And, even against an inexpensive vehicle like the Yaris, the C will do far better in stop-and-go traffic. If those are conditions one faces regularly, the fuel savings may be more impressive than the EPA numbers suggest.

      I ran a little experiment some years ago and I was able to improve my fuel economy on my commute by a factor of 1.4 by switching the engine off whenever I had the chance and I don’t have a highly stop-and-go commute. I probably could have done better but in many situations I didn’t switch the engine off (I expected the light to be short or I might inconvenience other drives in some way… or I just forgot). HSD won’t forget and it gets energy recapture, too.

  • avatar

    I suspect that the average F250 driver wouldn’t notice this car as he drove over it like a speed-bump.

    The Prius is already a hit. Not sure Americans are willing to go too much smaller.

    • 0 avatar
      PJ McCombs

      I remember reading the latest-generation subcompacts (Fiesta, Mazda2, Accent etc) were not only selling well, but often optioned up to compact prices, suggesting size wasn’t the main priority. Is that still holding up as the ‘new’ of these models wears off?

      If so, against a $19K Yaris, a $19K 50MPG Prius C looks like pretty good value.

      • 0 avatar

        Well, it was about 46k subcompact and mini-compact cars sold in December (that doesn’t include the boxy small cars). That includes over 3k Minis and 700 Insights.

        Surveys suggest younger buyers want hybrids so may be ready to pay the premium, even if they aren’t going to claw it all back while they own it.

  • avatar

    Folks- EPA already released the mpg ratings for the Prius C: 53/46 cty/hwy 50 combined. In other words, it gets the same 50mpg combined as the regular Prius. I would call this an egregious failure. The expectation built up so far has all been dashed.

    The only selling point it has now is that it’s $3000 cheaper than the regular Prius.

    • 0 avatar

      I figured with less weight and a smaller engine than a regular Prius, the C would have to do better mileage-wise. Guess it boils down to the aerodynamics in this case.

      • 0 avatar

        It is running a different engine as well. To me, 53 city over the 51 city regular Prius is a VERY SMALL improvement. For something this much smaller, I would have expected a better output. Maybe it will perform better in real life.

    • 0 avatar

      Oh, it’s only $3,000* cheaper and is more efficient for both city-heavy drivers and hypermilers. Why did they even both releasing it?

      (Why do manufacturers sell subcompacts at all? They’re barely any more efficient (EPA) than compacts and only a few thousand cheaper.)

      * Actually the base is $5,000 cheaper on MSRP, since the 2012 Prius liftback will be $24,000, but the base c will be missing some conveniences from the liftback Two.

  • avatar

    Honda will have to watch out – the Insight and CR-Z haven’t been received all that well, and since the public is very familiar with the “Prius” name, the few potential Insight/CR-Z customers may not even give those cars a second look.

    It also doesn’t help that the CR-Z lacks a rear seat and doesn’t know what it wants to be.

  • avatar

    While I think that this car will sell quite well for a small car in the US, I think it shows the silliness of going hybrid in this size car. Tiny car that is not going to be driven far saving 10mpg over an already fuel efficient tiny car just does not make sense when the price premium is taken into account. Regardless of whether the resale value is better or not. Just stick a 1.2l-1.4l conventional drivetrain in it, save $3K, and call it a day at ~40mpg.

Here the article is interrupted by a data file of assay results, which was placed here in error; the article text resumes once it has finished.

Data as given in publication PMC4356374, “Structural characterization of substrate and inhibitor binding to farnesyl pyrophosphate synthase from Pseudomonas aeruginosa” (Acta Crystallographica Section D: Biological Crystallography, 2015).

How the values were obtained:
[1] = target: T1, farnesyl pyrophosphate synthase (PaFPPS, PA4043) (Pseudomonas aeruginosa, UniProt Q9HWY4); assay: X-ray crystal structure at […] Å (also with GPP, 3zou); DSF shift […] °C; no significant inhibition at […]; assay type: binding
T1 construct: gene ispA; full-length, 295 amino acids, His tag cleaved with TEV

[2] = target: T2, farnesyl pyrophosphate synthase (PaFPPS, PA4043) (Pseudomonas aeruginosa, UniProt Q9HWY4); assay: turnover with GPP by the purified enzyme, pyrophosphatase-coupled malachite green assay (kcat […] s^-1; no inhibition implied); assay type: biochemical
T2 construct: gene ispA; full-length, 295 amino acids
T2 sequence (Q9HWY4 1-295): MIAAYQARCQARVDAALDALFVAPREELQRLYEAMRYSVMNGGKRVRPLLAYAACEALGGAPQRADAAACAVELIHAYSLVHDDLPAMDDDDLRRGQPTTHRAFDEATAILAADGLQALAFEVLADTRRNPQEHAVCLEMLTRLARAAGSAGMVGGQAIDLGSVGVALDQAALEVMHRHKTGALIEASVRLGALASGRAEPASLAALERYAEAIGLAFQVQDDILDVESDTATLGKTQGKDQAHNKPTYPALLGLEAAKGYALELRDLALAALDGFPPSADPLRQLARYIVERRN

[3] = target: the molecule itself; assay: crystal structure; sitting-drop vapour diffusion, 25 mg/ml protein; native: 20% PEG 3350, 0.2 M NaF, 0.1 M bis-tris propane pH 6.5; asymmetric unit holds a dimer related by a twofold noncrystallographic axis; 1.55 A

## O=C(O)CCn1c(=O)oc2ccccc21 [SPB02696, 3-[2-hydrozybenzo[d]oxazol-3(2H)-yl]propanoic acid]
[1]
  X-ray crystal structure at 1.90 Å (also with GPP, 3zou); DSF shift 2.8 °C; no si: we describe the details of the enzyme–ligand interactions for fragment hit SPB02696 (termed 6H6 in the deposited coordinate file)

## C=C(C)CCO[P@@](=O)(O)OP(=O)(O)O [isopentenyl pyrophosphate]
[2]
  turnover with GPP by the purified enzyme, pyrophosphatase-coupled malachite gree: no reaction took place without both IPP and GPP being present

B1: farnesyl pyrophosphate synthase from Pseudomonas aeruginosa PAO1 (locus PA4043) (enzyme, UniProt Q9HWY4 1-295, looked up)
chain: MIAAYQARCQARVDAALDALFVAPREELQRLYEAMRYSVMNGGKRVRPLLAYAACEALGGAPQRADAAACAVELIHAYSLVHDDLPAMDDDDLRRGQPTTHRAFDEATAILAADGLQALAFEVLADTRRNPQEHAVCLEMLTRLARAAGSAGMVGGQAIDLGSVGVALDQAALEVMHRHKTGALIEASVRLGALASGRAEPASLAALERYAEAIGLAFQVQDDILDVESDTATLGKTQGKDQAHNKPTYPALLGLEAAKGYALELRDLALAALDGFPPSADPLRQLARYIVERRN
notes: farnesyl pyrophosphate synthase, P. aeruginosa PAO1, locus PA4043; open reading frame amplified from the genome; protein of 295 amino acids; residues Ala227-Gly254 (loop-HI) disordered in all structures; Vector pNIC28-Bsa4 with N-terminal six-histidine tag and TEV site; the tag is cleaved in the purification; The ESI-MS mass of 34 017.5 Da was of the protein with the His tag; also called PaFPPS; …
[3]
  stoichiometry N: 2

I’d rather have a base Fiat 500 and save $3500. Buys a ton of gas, and the Fiat will be a lot more fun to drive if the little Prius drives anything like the big one.

  • avatar

    I have to question Toyota management on this one. They had to know how successful a more compact and cheaper hybrid would be. There are a lot of people out there who want such a hybrid to lessen the pollution on their crowded cities or countries alone, never mind saving costs on gas that is way more expensive than here and being wasted away in traffic jams.

    Is it innate conservatism that makes them want to relatively slowly devote production resources to it? Do they think it’s going to cannibalize sales of the best-selling car in Japan or other, higher-margin vehicles? Are they afraid of going all-out to grab market share from the other Japanese auto makers because they think that’s going to lead to a price war like in the States with all those rebates on cars and trucks?

    Of course there are lots of factors that go into making these decisions. It’s just that we don’t know the reasoning behind them, like when I wonder why they decided to maybe forgo a year or year-and-a-half of Prius C production by making the battery smaller instead of raising the roof to the detriment of drag coefficient numbers.

    • 0 avatar

      The Prius is the top selling car in Japan, but after that comes the Fit and a bunch of Kei cars. The Japanese like small cars. There are also more incentives coming for buying efficient cars. So, I’m not surprised about the demand.

      They may have been a bit conservative, but they may also have been constrained by available manufacturing capacity that builds the right platform. Since they aimed to lower cost, they wouldn’t have wanted to do major retooling on another plant.

  • avatar

    I wonder if the C is going to cannibalize sales of the regular Prius to some extent. For some people, the attraction is probably in the 50mpg rating. These people may not mind a smaller car and might enjoy the cheaper base price.